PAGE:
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  • PAR (Oddesey) and temperature sensors (Hobo) were deployed in the ice under red, green, and blue acrylic sheets to examine the response of rhodopsin-bearing cells to environmental stress. Sensors were placed near the top, middle and bottom of the sea ice and left in place for 2 weeks. GET DATA: ken.ryan@vuw.ac.nz

  • These data are described in detail by 'Melting and refreezing in an ice shelf basal channel at the grounding line of the Kamb Ice Stream 1/ HWD1. ApRES observations were made in December 2019 and repeated in December 2020 at the same locations. Data collection and processing followed the method described in Stewart et al. (2019). ApRES dataset.zip' contains raw ApRES data and processed results from a spatial survey of basal mass balance - detailed in Sections 2.2.4 and 3.2.2 of: Whiteford, A., Horgan, H. J., Leong, W. J., & Forbes, M. (2022). Melting and refreezing in an ice shelf basal channel at the grounding line of the Kamb Ice Stream, West Antarctica. Journal of Geophysical Research: Earth Surface, 127, e2021JF006532. https://doi.org/10.1029/2021JF006532 GET DATA: https://doi.org/10.5281/zenodo.5574647

  • Here, we present new, transient, GCM-forced ice-sheet simulations validated against proxy reconstructions. This is the first time such an evaluation has been attempted. Our empirically constrained simulations indicate that the AIS contributed 4 m to global mean sea level by 126 ka BP, with ice lost primarily from the Amundsen, but not Ross or Weddell Sea, sectors. We resolve the conflict between previous work and show that the AIS thinned in the Wilkes Subglacial Basin but did not retreat. We also find that the West AIS may be predisposed to future collapse even in the absence of further environmental change, consistent with previous studies. There are two files, for Termination 1 ('T1') and Termination 2 ('T2'). They contain spatial fields for ice thickness, ice surface elevation, bedrock elevation, surface and basal velocity, and mask. The T1 outputs are every 500 years, whereas the T2 outputs are every 100 years. The spatial resolution of both is 20 km. Sea-level-equivalent mass loss can be calculated from these outputs, but is also provided here in a text file for convenience. RELATED PUBLICATION: Golledge, N.R., Clark, P.U., He, F., et al. (2021). Retreat of the Antarctic Ice Sheet During the Last Interglaciation and Implications for Future Change. Geophysical Research Letters, 48(17). https://doi.org/10.1029/2021GL094513 GET DATA: https://doi.org/10.17605/OSF.IO/GZB3H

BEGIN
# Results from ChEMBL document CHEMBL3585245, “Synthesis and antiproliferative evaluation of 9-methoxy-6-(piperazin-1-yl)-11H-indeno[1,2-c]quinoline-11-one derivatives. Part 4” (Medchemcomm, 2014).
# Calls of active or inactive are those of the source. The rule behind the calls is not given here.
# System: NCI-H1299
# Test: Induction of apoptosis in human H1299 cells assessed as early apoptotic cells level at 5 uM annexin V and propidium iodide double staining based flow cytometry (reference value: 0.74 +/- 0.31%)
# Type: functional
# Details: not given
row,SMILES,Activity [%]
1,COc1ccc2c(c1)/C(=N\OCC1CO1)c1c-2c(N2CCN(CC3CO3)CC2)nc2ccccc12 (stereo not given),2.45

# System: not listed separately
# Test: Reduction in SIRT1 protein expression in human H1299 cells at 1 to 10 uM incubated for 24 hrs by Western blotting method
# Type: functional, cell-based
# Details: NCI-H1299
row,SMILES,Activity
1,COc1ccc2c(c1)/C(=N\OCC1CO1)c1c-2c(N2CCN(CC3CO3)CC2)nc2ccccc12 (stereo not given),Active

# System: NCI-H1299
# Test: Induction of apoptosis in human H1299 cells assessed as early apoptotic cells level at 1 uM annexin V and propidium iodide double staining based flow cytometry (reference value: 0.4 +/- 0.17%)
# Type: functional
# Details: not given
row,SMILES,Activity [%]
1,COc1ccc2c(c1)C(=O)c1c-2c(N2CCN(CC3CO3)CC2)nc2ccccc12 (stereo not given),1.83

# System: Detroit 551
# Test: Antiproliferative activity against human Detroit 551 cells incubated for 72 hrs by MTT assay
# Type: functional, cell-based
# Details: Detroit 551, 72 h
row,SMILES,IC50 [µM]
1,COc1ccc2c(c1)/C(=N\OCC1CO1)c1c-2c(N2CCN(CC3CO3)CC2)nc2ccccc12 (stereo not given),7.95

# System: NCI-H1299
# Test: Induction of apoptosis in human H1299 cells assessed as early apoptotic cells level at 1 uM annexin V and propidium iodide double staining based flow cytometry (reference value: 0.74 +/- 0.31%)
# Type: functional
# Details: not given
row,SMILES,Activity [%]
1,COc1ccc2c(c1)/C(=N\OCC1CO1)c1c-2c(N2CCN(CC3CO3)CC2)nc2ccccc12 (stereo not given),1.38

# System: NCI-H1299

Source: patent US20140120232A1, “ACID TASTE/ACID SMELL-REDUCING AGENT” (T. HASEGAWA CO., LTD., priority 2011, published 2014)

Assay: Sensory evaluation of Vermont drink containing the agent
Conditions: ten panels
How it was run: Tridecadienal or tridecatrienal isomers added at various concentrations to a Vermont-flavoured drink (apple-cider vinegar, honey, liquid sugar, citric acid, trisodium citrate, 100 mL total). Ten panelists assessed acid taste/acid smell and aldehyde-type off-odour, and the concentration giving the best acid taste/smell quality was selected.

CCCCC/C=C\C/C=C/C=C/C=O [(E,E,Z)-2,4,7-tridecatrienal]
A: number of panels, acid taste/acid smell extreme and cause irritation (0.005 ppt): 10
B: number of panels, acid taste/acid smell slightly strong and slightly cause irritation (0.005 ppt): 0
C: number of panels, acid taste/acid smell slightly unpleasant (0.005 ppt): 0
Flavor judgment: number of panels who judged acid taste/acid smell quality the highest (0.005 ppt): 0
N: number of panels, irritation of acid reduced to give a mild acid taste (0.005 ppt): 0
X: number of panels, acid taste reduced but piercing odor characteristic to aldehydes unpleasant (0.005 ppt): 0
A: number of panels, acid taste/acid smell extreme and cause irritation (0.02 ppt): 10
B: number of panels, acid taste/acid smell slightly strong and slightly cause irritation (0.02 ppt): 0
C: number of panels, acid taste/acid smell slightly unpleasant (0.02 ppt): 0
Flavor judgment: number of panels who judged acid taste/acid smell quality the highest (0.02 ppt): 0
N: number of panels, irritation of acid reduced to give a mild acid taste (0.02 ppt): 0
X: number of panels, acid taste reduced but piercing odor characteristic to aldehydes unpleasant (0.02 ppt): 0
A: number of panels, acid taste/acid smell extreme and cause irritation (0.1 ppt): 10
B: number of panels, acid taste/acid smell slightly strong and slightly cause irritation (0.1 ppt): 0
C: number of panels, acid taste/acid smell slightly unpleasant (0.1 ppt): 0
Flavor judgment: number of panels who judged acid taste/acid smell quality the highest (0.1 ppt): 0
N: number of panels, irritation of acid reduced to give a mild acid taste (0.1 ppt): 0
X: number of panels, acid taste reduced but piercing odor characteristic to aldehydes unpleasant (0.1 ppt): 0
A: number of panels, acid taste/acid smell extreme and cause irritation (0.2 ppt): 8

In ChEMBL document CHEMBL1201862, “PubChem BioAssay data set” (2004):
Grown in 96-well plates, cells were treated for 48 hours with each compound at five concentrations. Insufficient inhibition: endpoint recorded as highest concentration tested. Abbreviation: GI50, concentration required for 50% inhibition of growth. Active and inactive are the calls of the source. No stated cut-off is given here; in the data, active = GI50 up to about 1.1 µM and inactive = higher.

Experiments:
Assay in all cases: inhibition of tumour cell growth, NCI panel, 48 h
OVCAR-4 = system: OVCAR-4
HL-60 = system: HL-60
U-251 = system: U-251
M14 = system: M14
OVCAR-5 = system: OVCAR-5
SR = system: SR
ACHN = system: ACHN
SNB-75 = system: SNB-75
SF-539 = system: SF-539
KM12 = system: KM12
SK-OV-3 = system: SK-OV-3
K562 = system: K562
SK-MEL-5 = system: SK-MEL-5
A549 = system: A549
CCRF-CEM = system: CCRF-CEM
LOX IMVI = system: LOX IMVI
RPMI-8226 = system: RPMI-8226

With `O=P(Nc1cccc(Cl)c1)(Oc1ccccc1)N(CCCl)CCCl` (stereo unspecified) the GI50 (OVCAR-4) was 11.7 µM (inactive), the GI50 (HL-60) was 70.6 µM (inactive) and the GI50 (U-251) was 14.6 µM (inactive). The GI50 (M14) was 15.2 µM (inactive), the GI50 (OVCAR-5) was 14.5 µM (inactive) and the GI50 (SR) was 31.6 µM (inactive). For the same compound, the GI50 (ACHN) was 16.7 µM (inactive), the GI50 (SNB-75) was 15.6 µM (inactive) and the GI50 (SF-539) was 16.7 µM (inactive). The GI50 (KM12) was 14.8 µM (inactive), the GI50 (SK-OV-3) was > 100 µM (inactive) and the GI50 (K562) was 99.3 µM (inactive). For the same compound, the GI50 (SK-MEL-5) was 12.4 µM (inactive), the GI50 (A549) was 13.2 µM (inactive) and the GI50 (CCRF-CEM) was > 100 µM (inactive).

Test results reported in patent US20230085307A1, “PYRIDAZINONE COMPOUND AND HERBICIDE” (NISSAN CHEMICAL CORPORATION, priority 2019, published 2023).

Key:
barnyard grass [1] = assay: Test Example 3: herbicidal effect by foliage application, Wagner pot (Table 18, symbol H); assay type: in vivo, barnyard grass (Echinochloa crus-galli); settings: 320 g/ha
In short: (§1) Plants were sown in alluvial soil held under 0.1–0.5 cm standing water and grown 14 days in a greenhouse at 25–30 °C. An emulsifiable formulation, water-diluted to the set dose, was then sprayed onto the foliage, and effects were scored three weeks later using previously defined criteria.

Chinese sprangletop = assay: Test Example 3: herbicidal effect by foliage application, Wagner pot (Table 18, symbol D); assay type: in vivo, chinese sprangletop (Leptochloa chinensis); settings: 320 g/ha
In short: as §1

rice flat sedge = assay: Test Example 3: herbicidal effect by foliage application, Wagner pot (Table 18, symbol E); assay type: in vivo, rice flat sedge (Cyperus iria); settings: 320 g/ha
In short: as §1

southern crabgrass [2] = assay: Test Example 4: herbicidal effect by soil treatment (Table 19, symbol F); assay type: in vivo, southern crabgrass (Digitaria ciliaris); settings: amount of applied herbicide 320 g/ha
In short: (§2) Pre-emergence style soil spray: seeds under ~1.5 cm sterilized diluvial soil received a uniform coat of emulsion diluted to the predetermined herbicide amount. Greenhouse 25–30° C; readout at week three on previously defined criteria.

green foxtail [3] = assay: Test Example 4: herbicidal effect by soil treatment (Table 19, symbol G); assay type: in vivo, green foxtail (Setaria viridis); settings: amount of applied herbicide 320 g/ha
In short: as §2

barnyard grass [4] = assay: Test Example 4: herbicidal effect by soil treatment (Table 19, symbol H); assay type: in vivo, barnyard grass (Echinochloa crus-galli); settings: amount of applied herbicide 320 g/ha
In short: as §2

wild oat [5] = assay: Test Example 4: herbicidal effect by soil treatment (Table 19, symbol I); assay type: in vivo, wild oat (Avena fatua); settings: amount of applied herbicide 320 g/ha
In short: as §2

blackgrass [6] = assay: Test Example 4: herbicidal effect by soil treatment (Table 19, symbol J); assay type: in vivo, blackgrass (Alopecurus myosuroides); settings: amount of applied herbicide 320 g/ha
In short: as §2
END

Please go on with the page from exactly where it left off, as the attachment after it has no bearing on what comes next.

• We present structural data and a 3D map of a parallel fault array from Crawford Knob in the Southern Alps, New Zealand. The data were collected in the field in 2014 and 2018 and combine structural geology field measurements with UAV (drone) and RTK (GPS) mapping. Cite as: Ellis SM, Hill MP, Little TA. 2023. Crawford Knob supplementary fault map dataset. Lower Hutt (NZ): GNS Science. https://doi.org/10.21420/8VT4-2J73